Aim of this project is to examine how different type of surfactants (i.e. Na-LABSA, TEA-LABSA, SLES, CocoDEA and SDS) and different surfactant concentrations (both above and below the CMC) affect foam destabilization and, in particular, elucidate the interplay between free drainage and bubble size variation. For this, foam destabilization experiments are conducted at varying SDS concentrations where the evolution of liquid fraction and bubbles size is registered simultaneously. Instantaneous volume measurements of the drained liquid and the remaining foam yield the evolution of the global liquid fraction and drainage rate in the foam. Continuous electrical conductance measurements give the local liquid fraction and drainage rate in the foam. Microphotographs allow estimation of bubble size distribution and bubble population at regular time intervals. Our results reveal the significant role of bubble size on the free drainage.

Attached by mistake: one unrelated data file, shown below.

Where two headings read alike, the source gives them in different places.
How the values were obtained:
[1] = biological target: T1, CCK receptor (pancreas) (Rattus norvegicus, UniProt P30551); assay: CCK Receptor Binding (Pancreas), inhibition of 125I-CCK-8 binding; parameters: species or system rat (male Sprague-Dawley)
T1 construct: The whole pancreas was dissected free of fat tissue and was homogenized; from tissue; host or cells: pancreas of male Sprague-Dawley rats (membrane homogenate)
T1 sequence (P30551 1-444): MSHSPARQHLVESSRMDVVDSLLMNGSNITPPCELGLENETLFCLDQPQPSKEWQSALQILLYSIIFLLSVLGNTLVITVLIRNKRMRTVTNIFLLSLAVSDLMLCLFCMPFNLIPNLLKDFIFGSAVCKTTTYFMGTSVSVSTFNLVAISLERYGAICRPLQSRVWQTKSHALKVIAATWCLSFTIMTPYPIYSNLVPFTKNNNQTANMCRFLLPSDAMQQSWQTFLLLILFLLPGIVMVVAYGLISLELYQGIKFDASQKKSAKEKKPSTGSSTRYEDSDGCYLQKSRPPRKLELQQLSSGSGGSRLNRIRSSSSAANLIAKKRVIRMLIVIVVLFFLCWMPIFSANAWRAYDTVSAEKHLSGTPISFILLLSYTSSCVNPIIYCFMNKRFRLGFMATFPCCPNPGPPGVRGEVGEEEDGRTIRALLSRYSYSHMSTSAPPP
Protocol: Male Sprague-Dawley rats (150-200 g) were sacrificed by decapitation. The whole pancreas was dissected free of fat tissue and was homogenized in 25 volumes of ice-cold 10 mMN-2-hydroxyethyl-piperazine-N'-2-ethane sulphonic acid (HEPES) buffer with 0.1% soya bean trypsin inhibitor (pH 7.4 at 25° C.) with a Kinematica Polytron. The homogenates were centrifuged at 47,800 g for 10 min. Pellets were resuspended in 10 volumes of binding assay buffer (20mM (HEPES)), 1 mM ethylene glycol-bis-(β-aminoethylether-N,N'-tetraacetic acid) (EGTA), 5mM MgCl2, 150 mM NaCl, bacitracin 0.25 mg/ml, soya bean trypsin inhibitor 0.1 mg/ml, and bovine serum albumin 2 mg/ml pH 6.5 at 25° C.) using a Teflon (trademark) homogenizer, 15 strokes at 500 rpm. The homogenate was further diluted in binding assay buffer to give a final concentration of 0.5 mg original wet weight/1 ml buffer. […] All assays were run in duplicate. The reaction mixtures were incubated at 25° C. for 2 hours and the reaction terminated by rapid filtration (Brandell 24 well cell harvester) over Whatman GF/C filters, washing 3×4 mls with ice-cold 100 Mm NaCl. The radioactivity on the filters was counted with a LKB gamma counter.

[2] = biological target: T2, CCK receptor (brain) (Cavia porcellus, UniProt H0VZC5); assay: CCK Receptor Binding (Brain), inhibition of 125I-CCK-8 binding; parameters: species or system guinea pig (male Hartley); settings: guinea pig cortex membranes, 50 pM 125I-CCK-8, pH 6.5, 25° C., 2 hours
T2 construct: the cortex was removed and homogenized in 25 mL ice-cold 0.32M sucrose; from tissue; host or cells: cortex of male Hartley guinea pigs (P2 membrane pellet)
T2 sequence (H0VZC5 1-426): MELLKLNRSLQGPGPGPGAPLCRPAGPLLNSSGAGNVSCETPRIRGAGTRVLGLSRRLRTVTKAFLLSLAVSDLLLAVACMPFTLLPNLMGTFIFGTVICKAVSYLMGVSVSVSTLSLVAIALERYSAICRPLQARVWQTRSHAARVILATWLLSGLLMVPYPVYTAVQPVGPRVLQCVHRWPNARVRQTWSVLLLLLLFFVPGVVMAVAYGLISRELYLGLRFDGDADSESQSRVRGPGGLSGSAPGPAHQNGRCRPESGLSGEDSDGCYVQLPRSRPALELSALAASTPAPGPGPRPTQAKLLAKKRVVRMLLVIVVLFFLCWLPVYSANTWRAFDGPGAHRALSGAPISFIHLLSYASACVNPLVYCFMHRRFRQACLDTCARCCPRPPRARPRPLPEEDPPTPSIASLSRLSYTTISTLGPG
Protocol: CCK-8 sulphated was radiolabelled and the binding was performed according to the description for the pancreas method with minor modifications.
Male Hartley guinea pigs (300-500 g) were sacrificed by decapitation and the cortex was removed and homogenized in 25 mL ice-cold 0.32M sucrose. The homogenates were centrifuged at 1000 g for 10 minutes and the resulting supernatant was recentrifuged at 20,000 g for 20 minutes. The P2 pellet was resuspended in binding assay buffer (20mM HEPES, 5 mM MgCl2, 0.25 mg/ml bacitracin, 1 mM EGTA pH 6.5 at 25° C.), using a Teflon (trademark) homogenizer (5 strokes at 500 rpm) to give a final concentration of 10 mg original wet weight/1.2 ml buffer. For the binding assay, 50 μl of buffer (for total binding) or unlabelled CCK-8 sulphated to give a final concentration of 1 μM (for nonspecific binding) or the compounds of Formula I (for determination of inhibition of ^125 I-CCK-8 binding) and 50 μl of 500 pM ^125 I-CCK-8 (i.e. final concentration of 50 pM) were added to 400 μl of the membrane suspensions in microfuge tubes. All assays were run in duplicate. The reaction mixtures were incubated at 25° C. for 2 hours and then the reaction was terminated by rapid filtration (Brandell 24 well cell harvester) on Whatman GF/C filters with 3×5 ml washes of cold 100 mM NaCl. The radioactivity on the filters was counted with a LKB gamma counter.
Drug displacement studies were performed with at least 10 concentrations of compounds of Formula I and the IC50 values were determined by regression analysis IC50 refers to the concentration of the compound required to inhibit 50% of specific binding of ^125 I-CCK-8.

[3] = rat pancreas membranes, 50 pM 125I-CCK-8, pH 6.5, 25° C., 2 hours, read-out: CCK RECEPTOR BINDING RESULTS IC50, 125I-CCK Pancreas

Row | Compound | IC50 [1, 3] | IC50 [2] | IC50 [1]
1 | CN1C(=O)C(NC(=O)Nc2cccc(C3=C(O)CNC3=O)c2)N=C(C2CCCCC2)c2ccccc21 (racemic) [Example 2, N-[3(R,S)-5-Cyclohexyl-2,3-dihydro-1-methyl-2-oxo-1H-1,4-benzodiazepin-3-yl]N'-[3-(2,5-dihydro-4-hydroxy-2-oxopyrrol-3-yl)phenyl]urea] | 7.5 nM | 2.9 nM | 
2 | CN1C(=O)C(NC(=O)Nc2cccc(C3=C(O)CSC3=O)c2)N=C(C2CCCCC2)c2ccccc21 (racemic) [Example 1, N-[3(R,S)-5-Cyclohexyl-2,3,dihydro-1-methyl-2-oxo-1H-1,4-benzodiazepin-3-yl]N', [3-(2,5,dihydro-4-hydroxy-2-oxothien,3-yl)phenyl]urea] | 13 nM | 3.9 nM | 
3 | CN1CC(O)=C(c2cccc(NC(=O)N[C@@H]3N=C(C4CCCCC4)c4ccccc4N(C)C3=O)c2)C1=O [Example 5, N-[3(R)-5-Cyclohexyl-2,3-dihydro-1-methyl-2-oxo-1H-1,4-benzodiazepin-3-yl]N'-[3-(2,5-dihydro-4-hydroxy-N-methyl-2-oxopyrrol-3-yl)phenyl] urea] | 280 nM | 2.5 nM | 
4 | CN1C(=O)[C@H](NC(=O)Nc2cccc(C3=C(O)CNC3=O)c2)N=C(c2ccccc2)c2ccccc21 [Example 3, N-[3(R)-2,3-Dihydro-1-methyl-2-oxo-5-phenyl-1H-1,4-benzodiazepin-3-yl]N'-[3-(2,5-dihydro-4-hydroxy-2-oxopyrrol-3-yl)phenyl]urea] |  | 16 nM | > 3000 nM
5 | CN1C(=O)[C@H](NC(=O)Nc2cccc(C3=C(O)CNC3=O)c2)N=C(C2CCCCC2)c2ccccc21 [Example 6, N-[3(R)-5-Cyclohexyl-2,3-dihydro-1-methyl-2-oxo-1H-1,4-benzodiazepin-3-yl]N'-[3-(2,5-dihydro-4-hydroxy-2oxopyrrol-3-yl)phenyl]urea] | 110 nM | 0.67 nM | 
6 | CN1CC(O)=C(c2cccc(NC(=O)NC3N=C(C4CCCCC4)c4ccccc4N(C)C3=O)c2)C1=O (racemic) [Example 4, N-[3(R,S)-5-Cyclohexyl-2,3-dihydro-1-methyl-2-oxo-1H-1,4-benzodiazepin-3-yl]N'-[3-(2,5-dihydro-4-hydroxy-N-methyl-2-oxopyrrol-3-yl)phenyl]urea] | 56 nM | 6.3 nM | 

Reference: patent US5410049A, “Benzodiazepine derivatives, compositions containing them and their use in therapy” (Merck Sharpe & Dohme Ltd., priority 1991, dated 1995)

We use our expertise in foam stability studies to various industrial projects. Recently we optimized foam properties of commercial detergents. We also achieve in our experiments to formulate safer products for human health by replacing the coconut diethanolamide (CocoDEA) with Coco Amido propyl amine oxide (CAPAO) and keeping at the same time the superior foaming and cleaning properties. CocoDEA is frequently used in many detergent formulations to stabilize foam but there is a noise about its safety for human health. There are publications that frequent use of detergents with CocoDEA may cause allergic contact dermatitis  and one study also found that CocoDEA has carcinogenic activity to some species of mices .
. Fowler JFJ (1998) Allergy to cocamide DEA. American Journal of Contact Dermatitis 9(1): 40-1 Klein, K., 2004. Evaluating shampoo foam. Cosmetics and toiletries, 119(10), pp. 32-35
. U.S. Department of Health and Human Services, Public Health Service & National Institutes of Health, 2001. TOXICOLOGY AND CARCINOGENESIS STUDIES OF COCONUT OIL ACID DIETHANOLAMINE CONDENSATE, P.O. Box 12233: NIH PUBLICATION No. 01-3969